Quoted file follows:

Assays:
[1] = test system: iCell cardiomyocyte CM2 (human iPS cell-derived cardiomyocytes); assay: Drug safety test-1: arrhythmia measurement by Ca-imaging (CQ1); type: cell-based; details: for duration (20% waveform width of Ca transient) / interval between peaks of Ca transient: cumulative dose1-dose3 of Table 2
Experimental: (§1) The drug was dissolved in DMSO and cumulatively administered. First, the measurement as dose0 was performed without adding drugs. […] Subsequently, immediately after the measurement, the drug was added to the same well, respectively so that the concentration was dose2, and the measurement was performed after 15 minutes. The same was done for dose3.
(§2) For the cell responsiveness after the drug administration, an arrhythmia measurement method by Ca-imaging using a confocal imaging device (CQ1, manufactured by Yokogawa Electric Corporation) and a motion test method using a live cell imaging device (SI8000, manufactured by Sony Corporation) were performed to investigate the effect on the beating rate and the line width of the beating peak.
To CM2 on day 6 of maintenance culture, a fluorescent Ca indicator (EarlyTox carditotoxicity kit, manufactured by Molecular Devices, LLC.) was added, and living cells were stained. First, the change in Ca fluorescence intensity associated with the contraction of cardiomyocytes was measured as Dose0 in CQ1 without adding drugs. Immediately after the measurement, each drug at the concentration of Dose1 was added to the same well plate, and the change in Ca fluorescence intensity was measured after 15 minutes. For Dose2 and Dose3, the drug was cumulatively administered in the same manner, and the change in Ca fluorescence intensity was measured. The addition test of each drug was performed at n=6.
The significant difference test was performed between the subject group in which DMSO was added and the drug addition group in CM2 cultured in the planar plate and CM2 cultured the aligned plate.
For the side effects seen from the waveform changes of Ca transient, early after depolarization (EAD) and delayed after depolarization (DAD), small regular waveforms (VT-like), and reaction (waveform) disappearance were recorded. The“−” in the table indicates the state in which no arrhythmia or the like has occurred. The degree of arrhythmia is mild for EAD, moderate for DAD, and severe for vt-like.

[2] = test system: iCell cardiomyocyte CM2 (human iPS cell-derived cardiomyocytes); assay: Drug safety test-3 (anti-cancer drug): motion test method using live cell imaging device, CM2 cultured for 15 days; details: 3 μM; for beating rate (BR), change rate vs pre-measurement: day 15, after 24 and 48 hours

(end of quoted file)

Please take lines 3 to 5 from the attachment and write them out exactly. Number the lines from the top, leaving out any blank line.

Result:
Experimental: (§1) The drug was dissolved in DMSO and cumulatively administered. First, the measurement as dose0 was performed without adding drugs. […] Subsequently, immediately after the measurement, the drug was added to the same well, respectively so that the concentration was dose2, and the measurement was performed after 15 minutes. The same was done for dose3.
(§2) For the cell responsiveness after the drug administration, an arrhythmia measurement method by Ca-imaging using a confocal imaging device (CQ1, manufactured by Yokogawa Electric Corporation) and a motion test method using a live cell imaging device (SI8000, manufactured by Sony Corporation) were performed to investigate the effect on the beating rate and the line width of the beating peak.
To CM2 on day 6 of maintenance culture, a fluorescent Ca indicator (EarlyTox carditotoxicity kit, manufactured by Molecular Devices, LLC.) was added, and living cells were stained. First, the change in Ca fluorescence intensity associated with the contraction of cardiomyocytes was measured as Dose0 in CQ1 without adding drugs. Immediately after the measurement, each drug at the concentration of Dose1 was added to the same well plate, and the change in Ca fluorescence intensity was measured after 15 minutes. For Dose2 and Dose3, the drug was cumulatively administered in the same manner, and the change in Ca fluorescence intensity was measured. The addition test of each drug was performed at n=6.